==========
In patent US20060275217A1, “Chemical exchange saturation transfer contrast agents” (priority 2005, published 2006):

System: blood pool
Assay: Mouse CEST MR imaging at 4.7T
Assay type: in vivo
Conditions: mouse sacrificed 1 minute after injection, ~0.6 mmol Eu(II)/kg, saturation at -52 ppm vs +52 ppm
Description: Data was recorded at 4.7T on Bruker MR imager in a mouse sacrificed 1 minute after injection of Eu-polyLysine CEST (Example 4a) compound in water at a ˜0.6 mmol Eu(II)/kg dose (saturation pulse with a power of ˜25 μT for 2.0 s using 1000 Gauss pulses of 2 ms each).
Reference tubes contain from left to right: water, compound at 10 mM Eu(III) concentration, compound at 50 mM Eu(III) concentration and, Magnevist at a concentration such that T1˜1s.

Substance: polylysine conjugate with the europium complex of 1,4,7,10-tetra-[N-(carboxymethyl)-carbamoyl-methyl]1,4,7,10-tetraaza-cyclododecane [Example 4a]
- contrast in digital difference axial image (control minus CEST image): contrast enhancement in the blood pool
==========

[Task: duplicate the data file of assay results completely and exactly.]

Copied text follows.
In patent US20060275217A1, “Chemical exchange saturation transfer contrast agents” (priority 2005, published 2006):

System: blood pool
Assay: Mouse CEST MR imaging at 4.7T
Assay type: in vivo
Conditions: mouse sacrificed 1 minute after injection, ~0.6 mmol Eu(II)/kg, saturation at -52 ppm vs +52 ppm
Description: Data was recorded at 4.7T on Bruker MR imager in a mouse sacrificed 1 minute after injection of Eu-polyLysine CEST (Example 4a) compound in water at a ˜0.6 mmol Eu(II)/kg dose (saturation pulse with a power of ˜25 μT for 2.0 s using 1000 Gauss pulses of 2 ms each).
Reference tubes contain from left to right: water, compound at 10 mM Eu(III) concentration, compound at 50 mM Eu(III) concentration and, Magnevist at a concentration such that T1˜1s.

Substance: polylysine conjugate with the europium complex of 1,4,7,10-tetra-[N-(carboxymethyl)-carbamoyl-methyl]1,4,7,10-tetraaza-cyclododecane [Example 4a]
- contrast in digital difference axial image (control minus CEST image): contrast enhancement in the blood pool